4. Guidelines for committing to the repository

4.1 Add $Id$ to files

Subversion has an ability to substitute keyword into the contents of the file itself. A Keyword is a piece of useful and dynamic information about the file. All the keywords are case sensitive.

Adding a keyword $Id$ to each file will be useful. Its substituted looks like $Id: test.c 148 2005-11-14 21:30:43Z yamada$, which means that test.c was last changed in revision 148 on 2005-11-14 21:30:43 (in UTC) by the user yamada.

Simply adding keyword anchor text to your fill does nothing special. Subversion will never attempt to perform the substitution unless explicitly assigned like below:

  $ svn propset svn:keywords "Id" test.c

When you have made modification on "test.c" and commit to the repository, Subversion will perform the substitution.

4.2 Commit messages

When you perform svn commit to reflect your modifications on the repository, you may asked to type in some comments. It goes without saying that the comment should describe what and why you have modified the file.

Proposed are to commit your modification within a unit of modification. Committing a number of modifications which have no concern each other at one time makes it difficult when investigating how and why the file is modified.

All the modification logs should exist only in commit messages' database provided by Subversion. It is not only superfluous but also harmful to have modification logs in each file header (or footer). Modification logs included in each file will become a mess when the file is merged from a different branch due to its different history of modification.

4.3 Branching

Subversion have an ability to handle parallel lines of development that exist independently of another, yet still shares a common history if you look far enough back in time. The main line of the development is typically called trunk while pronged ones are called branches.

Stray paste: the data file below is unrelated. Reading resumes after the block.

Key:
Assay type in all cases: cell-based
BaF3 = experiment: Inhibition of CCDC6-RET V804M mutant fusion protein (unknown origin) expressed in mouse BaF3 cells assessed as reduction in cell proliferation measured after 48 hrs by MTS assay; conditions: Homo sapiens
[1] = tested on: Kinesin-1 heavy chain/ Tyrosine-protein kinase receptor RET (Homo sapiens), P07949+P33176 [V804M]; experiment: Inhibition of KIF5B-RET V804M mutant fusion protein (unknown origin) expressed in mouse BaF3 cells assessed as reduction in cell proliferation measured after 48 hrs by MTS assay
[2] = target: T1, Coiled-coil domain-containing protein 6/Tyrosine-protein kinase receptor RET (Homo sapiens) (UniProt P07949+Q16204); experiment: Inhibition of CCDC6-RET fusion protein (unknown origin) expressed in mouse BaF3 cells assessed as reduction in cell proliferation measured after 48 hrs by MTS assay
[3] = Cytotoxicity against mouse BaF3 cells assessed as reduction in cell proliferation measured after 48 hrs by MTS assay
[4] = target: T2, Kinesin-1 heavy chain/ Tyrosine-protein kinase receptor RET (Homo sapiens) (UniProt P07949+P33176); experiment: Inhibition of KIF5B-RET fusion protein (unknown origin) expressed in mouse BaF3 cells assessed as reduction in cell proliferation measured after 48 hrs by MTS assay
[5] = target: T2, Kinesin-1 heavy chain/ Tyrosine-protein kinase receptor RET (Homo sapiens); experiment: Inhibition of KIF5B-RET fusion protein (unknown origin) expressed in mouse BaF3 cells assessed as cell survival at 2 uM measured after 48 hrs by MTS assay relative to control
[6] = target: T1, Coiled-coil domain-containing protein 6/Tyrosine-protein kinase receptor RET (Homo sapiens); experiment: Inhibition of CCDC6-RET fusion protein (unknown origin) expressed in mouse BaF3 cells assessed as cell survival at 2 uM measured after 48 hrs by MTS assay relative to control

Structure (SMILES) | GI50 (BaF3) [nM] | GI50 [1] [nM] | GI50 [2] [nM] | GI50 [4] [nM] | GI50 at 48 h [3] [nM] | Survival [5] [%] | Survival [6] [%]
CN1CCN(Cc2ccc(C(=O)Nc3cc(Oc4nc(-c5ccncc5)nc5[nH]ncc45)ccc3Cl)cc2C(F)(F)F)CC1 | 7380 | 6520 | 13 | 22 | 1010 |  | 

It is strongly recommended to keep the trunk compilable. Creating a branch allows to save half-broken work frequently without interfering with others. You can merge your modifications to the trunk when you have finished with your work.

Shown below are two major way to create a branch in Subversion. The first way is to create a copy of trunk to a new directory, your-name by simply passing two URLs to the svn copy command.

  $ svn copy file:///afs/psi.ch/project/meg/svn/meg/trunk \

Now you can work with your branch by checking out a new working copy to start using it:

  $ svn co file:///afs/psi.ch/project/meg/svn/meg/p_branches/your-name

The other way to create a branch is to switch your working copy. The svn switch command transforms an existing working copy in to a different branch.

  $ svn co file:///afs/psi.ch/project/meg/svn/meg/trunk/meg
  $ cd meg
  $ svn switch file:///afs/psi.ch/project/meg/svn/meg/p_branches/your-name

After switching to the branch, your working copy is no different than what you would get from doing a fresh checkout of the directory. Please refer
The Subversion Book for details about branching and merging.
Working with Subversion
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